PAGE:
My egg crop is dwindling these days because someone or should I say several of my ladies have decided to be “mommies” too!! This lady hatched two little ones about two weeks ago.
Black Americana cross with two little chicks.
Then this lady fought me tooth and nail everyday when I tried to stop her broody situation and alas, she won out! She’ll hatch next Monday if all goes well.
My white hen-broodiest of them all!
Ten days later little red hen got real grouchy and tried to peck me every time I caught her on the nest. I decided there was room enough for a few more chicks in the hen-house so I set her too.
Little red hen; she’s really not so little and lays beautiful brown eggs.
Daddy to all!
This may be his last year with the harem if we don’t get better hatches than the previous two were. Two out of nine eggs hatching is not great odds. He dpes have his own special ladies but you’d think he could spread the love around. Plus, there’s no eggs coming from these ladies while they’re setting and raising their young. We’ll see how things go and give progress reports as the summer rolls on. Now I have to figure out how to stop two more hens that have decided they like this kind of life as well!!
Our first chicks of the year are growing fast and their fuzz has turned to pin feathers. Of the three, two are alive and well. The little white one got under the grit pan when mom was scratching in the floor material and then he couldn’t get out. By the time I found her she was gone. 😦 The other two are growing fast and forage all over the farm just like Mom.
Crow and her month old bitties.
Free ranging with mom.
In about 10 more days, we’ll have another hatch by this lady.
Black Americana hen that was born last year. She has 10 eggs under her and we’re hoping for a larger hatch than Crow had.
Updates later and watching for the next broody mother.
This is “Crow”. She is a bantam which means she about half the size of a normal farm hen. She came to live with me about two years ago after her old family had to move and couldn’t take their chickens with them. I inherited her and seven or eight more chickens. Her eggs are about 1/2 the size of a normal chicken but she is a good layer.
CROW-my only bantam hen. Most bantams are broody and Crow tops the list.
Crow has beautiful feathers of black and blue-black that glisten when the sun hits her.
Crow usually gets broody for me about three times a year. Because she is so small, I can only set six to seven regular eggs under her at a time. She is an excellent mother and very, very protective of her new babies. Generally, fertile chicken eggs which are hatched out by a hen will take 21 days before you see little faces staring at you from underneath their mamma’s wings. She is the main producer of my replacement hens using the large brown eggs or the blue/green eggs depending on what I have when she decides to “set”.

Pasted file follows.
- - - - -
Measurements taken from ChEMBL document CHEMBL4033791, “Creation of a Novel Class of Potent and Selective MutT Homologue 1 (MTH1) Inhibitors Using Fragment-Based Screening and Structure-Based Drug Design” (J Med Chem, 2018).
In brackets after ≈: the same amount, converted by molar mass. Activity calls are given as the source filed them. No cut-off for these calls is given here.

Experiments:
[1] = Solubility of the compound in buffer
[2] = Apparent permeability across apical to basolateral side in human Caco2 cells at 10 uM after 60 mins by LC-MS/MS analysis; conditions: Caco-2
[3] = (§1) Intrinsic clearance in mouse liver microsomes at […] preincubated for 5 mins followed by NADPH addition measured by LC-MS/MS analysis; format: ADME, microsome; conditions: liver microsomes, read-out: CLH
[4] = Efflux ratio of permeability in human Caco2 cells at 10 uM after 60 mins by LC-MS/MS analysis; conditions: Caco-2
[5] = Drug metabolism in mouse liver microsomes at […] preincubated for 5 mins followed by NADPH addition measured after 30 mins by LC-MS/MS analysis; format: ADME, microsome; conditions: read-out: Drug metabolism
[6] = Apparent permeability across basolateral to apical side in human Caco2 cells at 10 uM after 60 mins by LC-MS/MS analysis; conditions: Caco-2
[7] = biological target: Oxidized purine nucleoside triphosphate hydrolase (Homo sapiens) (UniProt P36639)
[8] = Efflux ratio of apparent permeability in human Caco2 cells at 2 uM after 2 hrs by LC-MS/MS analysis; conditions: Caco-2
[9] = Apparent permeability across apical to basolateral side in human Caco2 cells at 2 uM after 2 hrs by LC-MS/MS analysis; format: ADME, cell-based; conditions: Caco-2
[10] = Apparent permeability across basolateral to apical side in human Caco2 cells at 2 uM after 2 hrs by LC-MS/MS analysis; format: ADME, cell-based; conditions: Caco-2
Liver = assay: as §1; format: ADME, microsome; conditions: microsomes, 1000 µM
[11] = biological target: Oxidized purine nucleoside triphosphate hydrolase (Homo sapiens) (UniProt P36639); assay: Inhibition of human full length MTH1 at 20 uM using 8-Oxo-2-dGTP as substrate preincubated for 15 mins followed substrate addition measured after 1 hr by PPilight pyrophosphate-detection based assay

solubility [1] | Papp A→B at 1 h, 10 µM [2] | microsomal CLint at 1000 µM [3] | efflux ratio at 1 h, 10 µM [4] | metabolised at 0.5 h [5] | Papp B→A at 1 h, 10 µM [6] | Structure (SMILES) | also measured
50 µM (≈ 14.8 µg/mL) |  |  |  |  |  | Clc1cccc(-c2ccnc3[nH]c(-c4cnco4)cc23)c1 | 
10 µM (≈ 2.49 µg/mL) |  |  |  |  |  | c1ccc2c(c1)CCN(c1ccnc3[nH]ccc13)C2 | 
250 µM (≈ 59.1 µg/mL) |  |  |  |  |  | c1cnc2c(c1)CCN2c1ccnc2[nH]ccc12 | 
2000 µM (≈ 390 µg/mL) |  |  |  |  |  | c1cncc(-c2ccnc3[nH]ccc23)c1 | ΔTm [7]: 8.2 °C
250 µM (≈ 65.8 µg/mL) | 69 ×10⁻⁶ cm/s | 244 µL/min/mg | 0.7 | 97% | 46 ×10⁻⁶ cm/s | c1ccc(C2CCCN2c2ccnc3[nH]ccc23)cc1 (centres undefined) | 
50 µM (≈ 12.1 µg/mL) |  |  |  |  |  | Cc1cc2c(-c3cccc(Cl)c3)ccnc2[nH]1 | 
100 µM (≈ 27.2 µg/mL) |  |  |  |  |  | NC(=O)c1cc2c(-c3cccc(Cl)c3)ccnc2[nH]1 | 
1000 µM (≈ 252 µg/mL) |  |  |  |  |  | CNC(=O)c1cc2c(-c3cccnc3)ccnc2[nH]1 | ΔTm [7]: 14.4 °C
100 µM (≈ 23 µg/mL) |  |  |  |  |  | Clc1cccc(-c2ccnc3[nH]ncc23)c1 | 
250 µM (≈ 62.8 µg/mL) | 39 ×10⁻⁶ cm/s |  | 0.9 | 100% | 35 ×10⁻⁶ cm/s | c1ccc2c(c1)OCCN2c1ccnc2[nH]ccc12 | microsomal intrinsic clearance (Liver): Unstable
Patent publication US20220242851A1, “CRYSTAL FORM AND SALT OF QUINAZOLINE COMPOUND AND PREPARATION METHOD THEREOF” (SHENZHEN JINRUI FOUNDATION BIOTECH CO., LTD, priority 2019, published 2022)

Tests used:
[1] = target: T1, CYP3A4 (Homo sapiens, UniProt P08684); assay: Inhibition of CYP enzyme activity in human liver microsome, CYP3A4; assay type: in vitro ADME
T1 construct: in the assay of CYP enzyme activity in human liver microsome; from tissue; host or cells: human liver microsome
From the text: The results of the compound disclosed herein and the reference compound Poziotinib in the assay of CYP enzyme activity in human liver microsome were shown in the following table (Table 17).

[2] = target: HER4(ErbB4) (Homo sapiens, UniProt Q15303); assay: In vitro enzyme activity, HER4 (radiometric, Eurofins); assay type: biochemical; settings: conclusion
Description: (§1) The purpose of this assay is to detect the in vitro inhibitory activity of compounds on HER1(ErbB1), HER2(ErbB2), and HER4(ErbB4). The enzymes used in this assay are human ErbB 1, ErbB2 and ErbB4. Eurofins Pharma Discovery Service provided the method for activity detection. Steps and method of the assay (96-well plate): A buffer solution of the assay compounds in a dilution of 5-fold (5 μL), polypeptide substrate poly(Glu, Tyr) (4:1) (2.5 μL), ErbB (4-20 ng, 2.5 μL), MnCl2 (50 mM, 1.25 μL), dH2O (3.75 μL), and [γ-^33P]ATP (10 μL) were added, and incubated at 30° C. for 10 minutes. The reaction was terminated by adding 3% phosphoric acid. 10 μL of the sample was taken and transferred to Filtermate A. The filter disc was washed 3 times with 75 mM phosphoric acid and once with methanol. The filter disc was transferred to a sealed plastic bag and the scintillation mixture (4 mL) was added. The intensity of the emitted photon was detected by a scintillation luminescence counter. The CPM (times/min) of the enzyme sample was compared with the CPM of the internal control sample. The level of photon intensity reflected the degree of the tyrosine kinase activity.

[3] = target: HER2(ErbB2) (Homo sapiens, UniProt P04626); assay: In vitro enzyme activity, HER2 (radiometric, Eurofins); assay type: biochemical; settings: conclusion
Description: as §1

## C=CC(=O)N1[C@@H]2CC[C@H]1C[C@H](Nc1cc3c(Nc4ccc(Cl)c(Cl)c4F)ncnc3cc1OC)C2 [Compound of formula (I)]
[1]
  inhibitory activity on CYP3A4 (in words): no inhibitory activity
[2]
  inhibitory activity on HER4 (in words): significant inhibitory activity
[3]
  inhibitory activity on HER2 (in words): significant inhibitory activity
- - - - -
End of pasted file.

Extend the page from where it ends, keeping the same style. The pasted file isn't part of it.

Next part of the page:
This is Crow with her first 2013 spring clutch of bitties! Later in the summer of 2013 she hatched seven more.
The babies she hatched in 2013 are now producing beautiful brown, blue and green eggs for our breakfast and for several of my friends and egg customers.
I set her with seven eggs on March 30th, 2014 and on April 21st I went to check on her after I got home from work and she was all fluffed up and “growling” at me. I didn’t want to upset her so I didn’t know how many had hatched but knew from her demeanor that she wasn’t completely done. I walked away anxiously waiting for my first view of our new chicks. I’ll see them when Crow is ready for me to see them.
Now we have three little balls of fluff.
Their coloring is beautiful!
They’re about the size of a golf ball.
light brown, caramel, and black/brown coloring.
I won’t be able to tell what their sex is until they’re about three to five weeks old but I was hoping for at least six hens out of the bunch but I take what I can get. I have no doubt at all that by mid-June she will “set” again.
More updates as the summer comes to Virginia!!
This weekend I have new babies. Three of the four hens I had setting have hatched or are hatching. The first one I set with ten eggs revealed to me this morning eight multi-colored babies that are adorable.
The second hen revealed one last night but Mom won’t move off of them this morning so I can get pictures of them. She had seven eggs under her and I can’t wait to see how many hatch. Here she is being very protective. I’m sure she hasn’t moved off of them because more are trying to hatch. Hens usually don’t come off the brooding nest until the last one that’s going to hatch comes out of the shell.
2nd hen hatching
The third hen has 14 eggs under her and I did find one hatched egg shell in front of her this morning but I don’t expect to see the babies until probably tomorrow.
I know one is hatched because I can see the broken shell right in front of her.
More updates and pictures will be revealed in the coming days. Aren’t they adorable!!
These are their amorous and proud daddie, Elvis and Romeo!!
This is the blog for our little farm in Skagit county. Here we have Shetland sheep and Nigerian Dwarf goats. In addition we have donkeys, llamas, cattle, pigs, chickens, geese, and peafowl. The blog describes the weekly activities here.